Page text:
Smoot-Hawley Tariff Act

AAA

DEFINITION of 'Smoot-Hawley Tariff Act'

U.S. law enacted in June 1930 which caused an increase in import duties by as much as 50%. The Smoot-Hawley Tariff Act goal was to increase U.S. farmer protection against agricultural imports. Once other sectors caught wind of these changes, a large outcry to incrase tariffs in all sectors of the economy followed. The increase in this tariff added economic strain to countries during the Great Depression. Economists of the time signed a petition to urge President Hoover to not pass the act, but it was signed and passed anyway.

INVESTOPEDIA EXPLAINS 'Smoot-Hawley Tariff Act'

In a sign of disapproval towards this act, other countries retaliated and also increased their tariffs. As a result, banks in foreign countries began to fail and international trade declined drastically, resulting in a world trade decline of 66% between 1929 and 1934.


In order to decrease the high tariffs imposed, President Roosevelt passed the Reciprocal Trade Agreements Act in 1934. The United States went on to regain the confidence of foreign countries by encouraging international trade and supporting the General Agreement on Tariffs and Trade (GATT), the North American Free Trade Agreement (NAFTA) and the World Trade Organization (WTO).

RELATED TERMS
  1. North American Free Trade Agreement ...

    A regulation implemented on Jan. 1, 1994, that decreased and ...
  2. Tariff

    A tax imposed on imported goods and services. Tariffs are used ...
  3. Tariff War

    An economic battle between two countries in which Country A raises ...
  4. United Nations Commission on International ...

    A United Nations-sponsored commission that seeks to create a ...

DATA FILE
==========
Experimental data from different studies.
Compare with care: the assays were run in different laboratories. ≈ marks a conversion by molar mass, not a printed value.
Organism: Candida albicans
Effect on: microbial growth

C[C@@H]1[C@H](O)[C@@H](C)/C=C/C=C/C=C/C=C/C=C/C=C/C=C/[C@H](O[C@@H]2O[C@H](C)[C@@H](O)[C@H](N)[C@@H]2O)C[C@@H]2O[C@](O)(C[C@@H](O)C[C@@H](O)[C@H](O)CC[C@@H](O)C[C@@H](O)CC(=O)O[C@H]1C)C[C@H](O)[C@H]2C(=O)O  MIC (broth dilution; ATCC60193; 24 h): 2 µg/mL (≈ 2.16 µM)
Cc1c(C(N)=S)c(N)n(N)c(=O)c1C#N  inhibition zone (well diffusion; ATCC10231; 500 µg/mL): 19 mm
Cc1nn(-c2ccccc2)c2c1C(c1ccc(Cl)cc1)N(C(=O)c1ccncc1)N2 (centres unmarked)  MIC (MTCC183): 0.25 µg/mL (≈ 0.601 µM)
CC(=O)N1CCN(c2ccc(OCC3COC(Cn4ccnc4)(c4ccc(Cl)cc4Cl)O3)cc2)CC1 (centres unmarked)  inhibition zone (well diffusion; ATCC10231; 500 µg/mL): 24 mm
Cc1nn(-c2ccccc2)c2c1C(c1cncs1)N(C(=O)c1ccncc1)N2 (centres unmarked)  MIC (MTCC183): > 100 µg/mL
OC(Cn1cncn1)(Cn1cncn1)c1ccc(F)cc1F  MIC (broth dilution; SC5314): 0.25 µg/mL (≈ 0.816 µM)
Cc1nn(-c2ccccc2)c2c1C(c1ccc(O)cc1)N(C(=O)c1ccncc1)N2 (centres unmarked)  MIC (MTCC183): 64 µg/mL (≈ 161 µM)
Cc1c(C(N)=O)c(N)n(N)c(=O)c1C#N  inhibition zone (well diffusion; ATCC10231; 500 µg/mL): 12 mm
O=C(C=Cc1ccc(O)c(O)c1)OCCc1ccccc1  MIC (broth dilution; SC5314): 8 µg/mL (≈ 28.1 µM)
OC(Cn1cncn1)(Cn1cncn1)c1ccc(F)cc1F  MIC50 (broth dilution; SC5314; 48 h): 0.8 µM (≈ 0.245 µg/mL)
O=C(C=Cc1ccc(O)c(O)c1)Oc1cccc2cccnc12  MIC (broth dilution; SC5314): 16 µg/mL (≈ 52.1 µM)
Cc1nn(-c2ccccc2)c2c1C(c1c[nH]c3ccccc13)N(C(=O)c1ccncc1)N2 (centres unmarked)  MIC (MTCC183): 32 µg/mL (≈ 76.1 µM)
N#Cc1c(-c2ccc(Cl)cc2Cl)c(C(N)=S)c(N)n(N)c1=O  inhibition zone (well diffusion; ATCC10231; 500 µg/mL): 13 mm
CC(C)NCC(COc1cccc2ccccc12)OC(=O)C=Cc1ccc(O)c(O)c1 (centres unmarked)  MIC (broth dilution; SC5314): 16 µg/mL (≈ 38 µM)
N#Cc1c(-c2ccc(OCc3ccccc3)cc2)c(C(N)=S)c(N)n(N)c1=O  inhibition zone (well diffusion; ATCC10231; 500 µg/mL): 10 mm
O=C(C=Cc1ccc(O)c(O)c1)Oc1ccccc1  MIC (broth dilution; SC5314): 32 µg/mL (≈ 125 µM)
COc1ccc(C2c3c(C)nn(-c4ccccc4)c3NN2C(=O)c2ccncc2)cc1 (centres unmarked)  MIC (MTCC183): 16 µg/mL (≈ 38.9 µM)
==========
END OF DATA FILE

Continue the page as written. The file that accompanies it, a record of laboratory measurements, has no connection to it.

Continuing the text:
5. Import Duty

    A tax collected on imports and some exports by the customs authorities ...
  6. World Trade Organization - WTO

    An international organization dealing with the global rules of ...
Related Articles
  1. The Dark Side Of The WTO
    Economics

    The Dark Side Of The WTO

  2. Sanctions Between Countries Pack a Bigger ...
    Economics

    Sanctions Between Countries Pack a Bigger ...

  3. Understanding Capital And Financial ...
    Bonds & Fixed Income

    Understanding Capital And Financial ...

  4. The Basics Of Tariffs And Trade Barriers
    Economics

    The Basics Of Tariffs And Trade Barriers

comments powered by Disqus
Hot Definitions
  1. Last In, First Out - LIFO

    An asset-management and valuation method that assumes that assets produced or acquired last are the ones that are used, sold ...
  2. Ghosting

    An illegal practice whereby two or more market makers collectively attempt to influence and change the price of a stock. ...
  3. Elasticity

    A measure of a variable's sensitivity to a change in another variable. In economics, elasticity refers the degree to which ...
  4. Tangible Common Equity - TCE

    A measure of a company's capital, which is used to evaluate a financial institution's ability to deal with potential losses. ...
  5. Yield To Maturity (YTM)

    The rate of return anticipated on a bond if held until the maturity date. YTM is considered a long-term bond yield expressed ...
  6. Net Present Value Of Growth Opportunities - NPVGO

    A calculation of the net present value of all future cash flows involved with an additional acquisition, or potential acquisition. ...
Trading Center